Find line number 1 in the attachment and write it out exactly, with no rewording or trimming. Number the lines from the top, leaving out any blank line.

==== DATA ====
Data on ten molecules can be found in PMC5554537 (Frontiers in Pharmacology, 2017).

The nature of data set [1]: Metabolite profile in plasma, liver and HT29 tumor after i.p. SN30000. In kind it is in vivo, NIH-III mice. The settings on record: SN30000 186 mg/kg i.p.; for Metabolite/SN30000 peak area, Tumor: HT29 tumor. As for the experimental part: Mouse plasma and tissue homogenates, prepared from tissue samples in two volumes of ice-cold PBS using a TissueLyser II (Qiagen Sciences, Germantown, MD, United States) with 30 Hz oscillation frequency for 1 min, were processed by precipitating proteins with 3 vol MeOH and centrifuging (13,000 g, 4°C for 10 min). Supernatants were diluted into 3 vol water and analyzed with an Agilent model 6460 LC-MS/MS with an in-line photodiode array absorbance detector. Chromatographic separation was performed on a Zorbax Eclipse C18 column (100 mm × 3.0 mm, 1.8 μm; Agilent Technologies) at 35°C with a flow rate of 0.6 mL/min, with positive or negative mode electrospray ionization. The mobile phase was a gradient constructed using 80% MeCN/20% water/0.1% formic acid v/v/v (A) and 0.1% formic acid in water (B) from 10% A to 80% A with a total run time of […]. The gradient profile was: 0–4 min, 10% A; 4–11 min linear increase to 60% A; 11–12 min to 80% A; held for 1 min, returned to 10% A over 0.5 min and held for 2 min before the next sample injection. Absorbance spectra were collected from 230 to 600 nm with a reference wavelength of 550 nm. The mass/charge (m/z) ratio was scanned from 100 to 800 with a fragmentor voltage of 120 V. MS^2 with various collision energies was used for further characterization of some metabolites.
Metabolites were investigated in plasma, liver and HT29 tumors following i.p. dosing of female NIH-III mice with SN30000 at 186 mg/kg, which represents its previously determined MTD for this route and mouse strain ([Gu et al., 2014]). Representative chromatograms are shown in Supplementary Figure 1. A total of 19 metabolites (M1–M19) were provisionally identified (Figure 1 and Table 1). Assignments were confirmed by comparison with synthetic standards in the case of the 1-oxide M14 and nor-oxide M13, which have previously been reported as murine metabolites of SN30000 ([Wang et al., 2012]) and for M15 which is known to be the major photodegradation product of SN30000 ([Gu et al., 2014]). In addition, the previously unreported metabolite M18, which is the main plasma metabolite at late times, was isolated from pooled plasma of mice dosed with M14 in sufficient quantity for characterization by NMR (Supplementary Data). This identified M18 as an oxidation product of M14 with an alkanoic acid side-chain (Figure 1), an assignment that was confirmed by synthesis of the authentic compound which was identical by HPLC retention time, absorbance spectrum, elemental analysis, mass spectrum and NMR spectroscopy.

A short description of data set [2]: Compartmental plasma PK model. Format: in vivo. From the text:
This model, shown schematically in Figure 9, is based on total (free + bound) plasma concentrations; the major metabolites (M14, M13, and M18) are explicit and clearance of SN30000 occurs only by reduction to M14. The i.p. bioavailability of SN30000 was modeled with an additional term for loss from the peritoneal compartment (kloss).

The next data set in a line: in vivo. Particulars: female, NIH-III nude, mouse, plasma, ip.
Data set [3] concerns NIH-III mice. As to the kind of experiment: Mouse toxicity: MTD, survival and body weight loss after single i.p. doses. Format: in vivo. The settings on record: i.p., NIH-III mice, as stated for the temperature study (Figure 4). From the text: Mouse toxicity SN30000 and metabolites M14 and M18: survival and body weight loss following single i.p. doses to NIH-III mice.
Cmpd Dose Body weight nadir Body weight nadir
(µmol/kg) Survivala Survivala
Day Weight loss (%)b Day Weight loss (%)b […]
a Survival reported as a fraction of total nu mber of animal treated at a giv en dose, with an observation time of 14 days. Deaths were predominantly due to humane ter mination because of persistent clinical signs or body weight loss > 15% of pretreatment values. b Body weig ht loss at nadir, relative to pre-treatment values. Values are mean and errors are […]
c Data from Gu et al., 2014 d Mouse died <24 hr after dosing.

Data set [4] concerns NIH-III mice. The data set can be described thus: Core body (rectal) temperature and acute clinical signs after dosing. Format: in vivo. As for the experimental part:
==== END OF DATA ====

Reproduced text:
Data on ten molecules can be found in PMC5554537 (Frontiers in Pharmacology, 2017).